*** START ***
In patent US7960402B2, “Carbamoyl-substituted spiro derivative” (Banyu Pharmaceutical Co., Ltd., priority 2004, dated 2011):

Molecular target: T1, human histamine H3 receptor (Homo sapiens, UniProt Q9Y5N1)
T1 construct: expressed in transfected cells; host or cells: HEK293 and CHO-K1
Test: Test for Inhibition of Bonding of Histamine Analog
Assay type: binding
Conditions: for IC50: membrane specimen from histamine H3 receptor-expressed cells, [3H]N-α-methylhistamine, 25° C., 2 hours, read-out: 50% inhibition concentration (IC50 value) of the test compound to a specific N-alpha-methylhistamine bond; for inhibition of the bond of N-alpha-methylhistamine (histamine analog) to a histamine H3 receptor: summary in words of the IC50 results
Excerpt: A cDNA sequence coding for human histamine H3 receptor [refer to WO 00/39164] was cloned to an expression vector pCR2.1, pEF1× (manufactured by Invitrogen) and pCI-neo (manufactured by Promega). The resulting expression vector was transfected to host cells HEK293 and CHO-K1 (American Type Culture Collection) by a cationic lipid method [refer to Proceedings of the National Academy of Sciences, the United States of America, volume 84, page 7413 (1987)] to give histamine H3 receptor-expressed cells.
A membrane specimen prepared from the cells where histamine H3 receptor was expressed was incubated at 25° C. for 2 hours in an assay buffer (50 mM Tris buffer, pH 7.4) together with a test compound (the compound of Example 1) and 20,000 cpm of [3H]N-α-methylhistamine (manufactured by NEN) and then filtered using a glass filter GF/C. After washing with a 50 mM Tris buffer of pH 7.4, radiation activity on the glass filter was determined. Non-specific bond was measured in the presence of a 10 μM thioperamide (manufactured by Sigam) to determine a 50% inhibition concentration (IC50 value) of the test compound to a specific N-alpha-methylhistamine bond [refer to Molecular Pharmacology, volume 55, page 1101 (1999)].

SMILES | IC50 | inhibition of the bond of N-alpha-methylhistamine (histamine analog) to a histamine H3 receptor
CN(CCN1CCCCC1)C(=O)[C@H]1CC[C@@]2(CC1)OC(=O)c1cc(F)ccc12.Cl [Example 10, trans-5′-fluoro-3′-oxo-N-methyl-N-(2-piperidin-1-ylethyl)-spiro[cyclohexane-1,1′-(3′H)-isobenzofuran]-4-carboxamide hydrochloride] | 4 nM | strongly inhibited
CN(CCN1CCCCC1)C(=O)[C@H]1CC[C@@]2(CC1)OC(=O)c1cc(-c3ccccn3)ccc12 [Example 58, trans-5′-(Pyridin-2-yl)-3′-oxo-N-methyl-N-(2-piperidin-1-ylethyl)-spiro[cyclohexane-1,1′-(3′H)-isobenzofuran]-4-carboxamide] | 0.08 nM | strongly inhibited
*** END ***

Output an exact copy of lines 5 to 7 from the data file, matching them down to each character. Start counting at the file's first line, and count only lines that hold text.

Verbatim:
Assay type: binding
Conditions: for IC50: membrane specimen from histamine H3 receptor-expressed cells, [3H]N-α-methylhistamine, 25° C., 2 hours, read-out: 50% inhibition concentration (IC50 value) of the test compound to a specific N-alpha-methylhistamine bond; for inhibition of the bond of N-alpha-methylhistamine (histamine analog) to a histamine H3 receptor: summary in words of the IC50 results
Excerpt: A cDNA sequence coding for human histamine H3 receptor [refer to WO 00/39164] was cloned to an expression vector pCR2.1, pEF1× (manufactured by Invitrogen) and pCI-neo (manufactured by Promega). The resulting expression vector was transfected to host cells HEK293 and CHO-K1 (American Type Culture Collection) by a cationic lipid method [refer to Proceedings of the National Academy of Sciences, the United States of America, volume 84, page 7413 (1987)] to give histamine H3 receptor-expressed cells.